Flights to USA resume as international borders reopen to fully vaccinated foreigners

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The first two flights to the US – British Airways BA001 and Virgin Atlantic VS3 – were due to take off from Heathrow simultaneously for New York at 8.20am today.

It comes as new data reveals one in five people planning to go on holiday abroad next year hope to travel to the US.

Fully vaccinated foreigners from anywhere in the world will be able to visit America and avoid quarantine.

But the vast majority of unprotected tourists are not expected to be allowed in as President Joe Biden has described the US air travel policy as one “that relies primarily on vaccination”.

This means those who haven’t had both jabs will be reliant on a very limited list of exemptions. Passengers must take a Covid test no more than three days before travel.A cheap and rapid antigen test is acceptable.

Sean Doyle, British Airways chief executive, said: “After more than 600 days of separation, today is our moment to celebrate the UK-US reopening.We’re setting aside rivalry and for the first time ever, British Airways and Virgin Atlantic aircraft will be seen taking-off together to mark the vital importance of the transatlantic corridor.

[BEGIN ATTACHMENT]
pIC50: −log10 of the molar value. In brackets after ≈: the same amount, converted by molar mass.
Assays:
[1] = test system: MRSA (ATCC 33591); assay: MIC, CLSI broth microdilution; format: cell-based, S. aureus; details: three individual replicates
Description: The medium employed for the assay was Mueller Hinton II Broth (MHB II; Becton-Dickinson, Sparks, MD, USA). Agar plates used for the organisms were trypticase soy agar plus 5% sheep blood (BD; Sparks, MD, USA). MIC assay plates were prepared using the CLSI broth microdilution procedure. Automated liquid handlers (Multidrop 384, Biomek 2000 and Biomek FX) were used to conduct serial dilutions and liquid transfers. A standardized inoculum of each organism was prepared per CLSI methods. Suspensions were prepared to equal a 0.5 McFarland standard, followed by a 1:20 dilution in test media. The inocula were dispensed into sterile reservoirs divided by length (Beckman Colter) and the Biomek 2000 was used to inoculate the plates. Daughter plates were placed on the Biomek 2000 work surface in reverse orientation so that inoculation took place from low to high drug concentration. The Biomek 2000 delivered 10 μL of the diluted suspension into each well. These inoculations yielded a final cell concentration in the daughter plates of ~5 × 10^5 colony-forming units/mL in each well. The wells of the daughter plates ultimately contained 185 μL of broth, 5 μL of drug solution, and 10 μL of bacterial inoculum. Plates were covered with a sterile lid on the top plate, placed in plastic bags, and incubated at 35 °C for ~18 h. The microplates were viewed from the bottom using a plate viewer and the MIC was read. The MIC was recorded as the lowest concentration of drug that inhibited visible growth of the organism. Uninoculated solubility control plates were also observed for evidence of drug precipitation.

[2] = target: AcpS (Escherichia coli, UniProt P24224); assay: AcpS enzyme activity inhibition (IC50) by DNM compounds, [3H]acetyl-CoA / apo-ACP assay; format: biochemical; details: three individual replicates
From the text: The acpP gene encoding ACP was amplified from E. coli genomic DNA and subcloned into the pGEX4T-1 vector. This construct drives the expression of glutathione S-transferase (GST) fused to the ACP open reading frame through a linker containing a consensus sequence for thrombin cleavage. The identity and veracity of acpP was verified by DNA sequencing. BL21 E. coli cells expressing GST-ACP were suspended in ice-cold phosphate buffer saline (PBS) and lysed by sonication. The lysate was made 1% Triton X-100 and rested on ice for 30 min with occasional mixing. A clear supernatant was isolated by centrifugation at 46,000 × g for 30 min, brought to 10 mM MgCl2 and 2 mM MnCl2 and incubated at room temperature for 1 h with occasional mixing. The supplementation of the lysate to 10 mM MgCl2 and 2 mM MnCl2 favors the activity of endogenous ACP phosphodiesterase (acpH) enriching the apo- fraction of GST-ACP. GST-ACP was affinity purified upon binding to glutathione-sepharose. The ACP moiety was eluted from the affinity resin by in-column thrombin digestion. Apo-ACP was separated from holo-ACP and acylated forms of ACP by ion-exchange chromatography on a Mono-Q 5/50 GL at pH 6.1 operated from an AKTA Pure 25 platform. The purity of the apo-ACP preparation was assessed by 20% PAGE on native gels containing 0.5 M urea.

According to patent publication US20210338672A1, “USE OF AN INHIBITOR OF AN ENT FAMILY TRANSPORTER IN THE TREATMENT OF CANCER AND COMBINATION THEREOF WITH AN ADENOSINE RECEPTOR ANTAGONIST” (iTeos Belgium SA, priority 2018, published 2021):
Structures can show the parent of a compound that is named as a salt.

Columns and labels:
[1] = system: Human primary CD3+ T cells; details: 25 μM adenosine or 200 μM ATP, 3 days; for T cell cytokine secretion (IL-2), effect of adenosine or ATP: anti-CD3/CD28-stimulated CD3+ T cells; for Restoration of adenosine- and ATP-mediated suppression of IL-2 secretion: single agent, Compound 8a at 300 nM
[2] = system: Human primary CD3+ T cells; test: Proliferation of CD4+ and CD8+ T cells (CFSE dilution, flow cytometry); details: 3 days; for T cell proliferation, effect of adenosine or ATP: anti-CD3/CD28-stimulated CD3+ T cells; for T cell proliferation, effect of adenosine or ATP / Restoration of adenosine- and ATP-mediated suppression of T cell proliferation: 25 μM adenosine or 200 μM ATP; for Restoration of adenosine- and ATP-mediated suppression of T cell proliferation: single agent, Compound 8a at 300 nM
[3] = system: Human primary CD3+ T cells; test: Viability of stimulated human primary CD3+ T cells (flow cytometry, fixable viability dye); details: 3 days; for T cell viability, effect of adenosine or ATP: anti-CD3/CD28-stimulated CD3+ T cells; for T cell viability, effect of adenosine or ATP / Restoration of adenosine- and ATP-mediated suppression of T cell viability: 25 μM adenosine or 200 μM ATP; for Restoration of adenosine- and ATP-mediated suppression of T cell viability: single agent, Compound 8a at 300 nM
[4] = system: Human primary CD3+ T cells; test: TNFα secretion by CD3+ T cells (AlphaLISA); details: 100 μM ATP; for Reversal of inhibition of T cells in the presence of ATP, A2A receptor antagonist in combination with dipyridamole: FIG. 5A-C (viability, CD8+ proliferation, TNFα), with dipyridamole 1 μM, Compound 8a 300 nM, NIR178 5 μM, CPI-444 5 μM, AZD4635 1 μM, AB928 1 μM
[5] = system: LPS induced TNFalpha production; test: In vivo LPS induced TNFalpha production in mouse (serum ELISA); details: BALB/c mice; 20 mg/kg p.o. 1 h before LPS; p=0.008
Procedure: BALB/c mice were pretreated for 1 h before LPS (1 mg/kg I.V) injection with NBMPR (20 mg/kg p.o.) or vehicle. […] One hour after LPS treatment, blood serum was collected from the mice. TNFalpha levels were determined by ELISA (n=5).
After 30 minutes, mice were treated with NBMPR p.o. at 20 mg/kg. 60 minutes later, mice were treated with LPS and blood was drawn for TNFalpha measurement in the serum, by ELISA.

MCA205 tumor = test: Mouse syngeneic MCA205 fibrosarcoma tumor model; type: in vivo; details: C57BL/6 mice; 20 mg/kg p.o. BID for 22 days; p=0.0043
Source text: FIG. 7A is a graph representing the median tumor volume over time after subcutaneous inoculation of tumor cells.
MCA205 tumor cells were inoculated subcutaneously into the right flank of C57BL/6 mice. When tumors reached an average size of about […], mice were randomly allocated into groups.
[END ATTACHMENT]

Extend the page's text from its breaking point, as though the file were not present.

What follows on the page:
“Transatlantic connectivity is vital for the UK’s economic recovery, which is why we’ve been calling for the safe reopening of the UK-US travel corridor for such a long time.

“We must now look forward with optimism, get trade and tourism back on track and allow friends and families to connect once again.”

The US is the UK’s largest trading partner, and aviation contributes £23million per day to the British economy. Shai Weiss, Virgin Atlantic chief executive, said: “Today is a time for celebration, not rivalry.

“Together with British Airways we are delighted to mark today’s important milestone, which finally allows consumers and businesses to book travel with confidence. The

US has been our heartland for more than 37 years and we are simply notVirgin without the Atlantic.”

Visitors from the UK, Ireland and the Schengen common travel area of Europe have been banned from travelling to the US since March 2020.

Transport Secretary Grant Shapps said: “I’m delighted to see flights return in time for Thanksgiving and Christmas.”

Travel-trade body Abta says 18 per cent of people who plan to holiday abroad hope to travel to the US over the next year.

Yesterday it emerged that airlines are preparing to lay on hundreds of thousands more seats to Greece next summer than they did in 2019.

Vassilis Kikilias, the Greek tourism minister, said the country was expecting 35 per cent more tourists from the UK than in 2021. He forecast the season would start earlier than usual in March.

Michael O’Leary, chief executive of Ryanair, has said he expects the recovery to hit full swing by next summer, when he will be operating more than 500 new routes across Europe.

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